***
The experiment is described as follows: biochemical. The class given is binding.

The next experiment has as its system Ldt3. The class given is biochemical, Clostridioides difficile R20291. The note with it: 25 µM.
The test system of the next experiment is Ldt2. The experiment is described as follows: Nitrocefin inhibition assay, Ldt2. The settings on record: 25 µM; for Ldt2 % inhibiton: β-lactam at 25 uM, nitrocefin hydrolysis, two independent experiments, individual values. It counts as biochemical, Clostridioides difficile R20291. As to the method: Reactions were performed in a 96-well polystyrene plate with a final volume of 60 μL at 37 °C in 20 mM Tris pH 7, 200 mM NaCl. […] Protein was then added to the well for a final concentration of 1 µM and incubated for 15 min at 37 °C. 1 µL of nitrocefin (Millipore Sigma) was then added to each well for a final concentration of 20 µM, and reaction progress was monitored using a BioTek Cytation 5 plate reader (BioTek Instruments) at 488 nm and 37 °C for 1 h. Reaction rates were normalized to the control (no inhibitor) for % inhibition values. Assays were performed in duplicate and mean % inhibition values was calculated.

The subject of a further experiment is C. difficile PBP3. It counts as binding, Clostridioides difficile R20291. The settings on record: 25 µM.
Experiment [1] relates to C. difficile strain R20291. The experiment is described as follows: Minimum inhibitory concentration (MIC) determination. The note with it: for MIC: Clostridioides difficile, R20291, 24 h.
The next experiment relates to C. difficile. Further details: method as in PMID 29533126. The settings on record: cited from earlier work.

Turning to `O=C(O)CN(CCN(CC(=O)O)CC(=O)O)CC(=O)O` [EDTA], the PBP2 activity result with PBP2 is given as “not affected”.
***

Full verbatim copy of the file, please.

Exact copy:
The experiment is described as follows: biochemical. The class given is binding.

The next experiment has as its system Ldt3. The class given is biochemical, Clostridioides difficile R20291. The note with it: 25 µM.
The test system of the next experiment is Ldt2. The experiment is described as follows: Nitrocefin inhibition assay, Ldt2. The settings on record: 25 µM; for Ldt2 % inhibiton: β-lactam at 25 uM, nitrocefin hydrolysis, two independent experiments, individual values. It counts as biochemical, Clostridioides difficile R20291. As to the method: Reactions were performed in a 96-well polystyrene plate with a final volume of 60 μL at 37 °C in 20 mM Tris pH 7, 200 mM NaCl. […] Protein was then added to the well for a final concentration of 1 µM and incubated for 15 min at 37 °C. 1 µL of nitrocefin (Millipore Sigma) was then added to each well for a final concentration of 20 µM, and reaction progress was monitored using a BioTek Cytation 5 plate reader (BioTek Instruments) at 488 nm and 37 °C for 1 h. Reaction rates were normalized to the control (no inhibitor) for % inhibition values. Assays were performed in duplicate and mean % inhibition values was calculated.

The subject of a further experiment is C. difficile PBP3. It counts as binding, Clostridioides difficile R20291. The settings on record: 25 µM.
Experiment [1] relates to C. difficile strain R20291. The experiment is described as follows: Minimum inhibitory concentration (MIC) determination. The note with it: for MIC: Clostridioides difficile, R20291, 24 h.
The next experiment relates to C. difficile. Further details: method as in PMID 29533126. The settings on record: cited from earlier work.

Turning to `O=C(O)CN(CCN(CC(=O)O)CC(=O)O)CC(=O)O` [EDTA], the PBP2 activity result with PBP2 is given as “not affected”.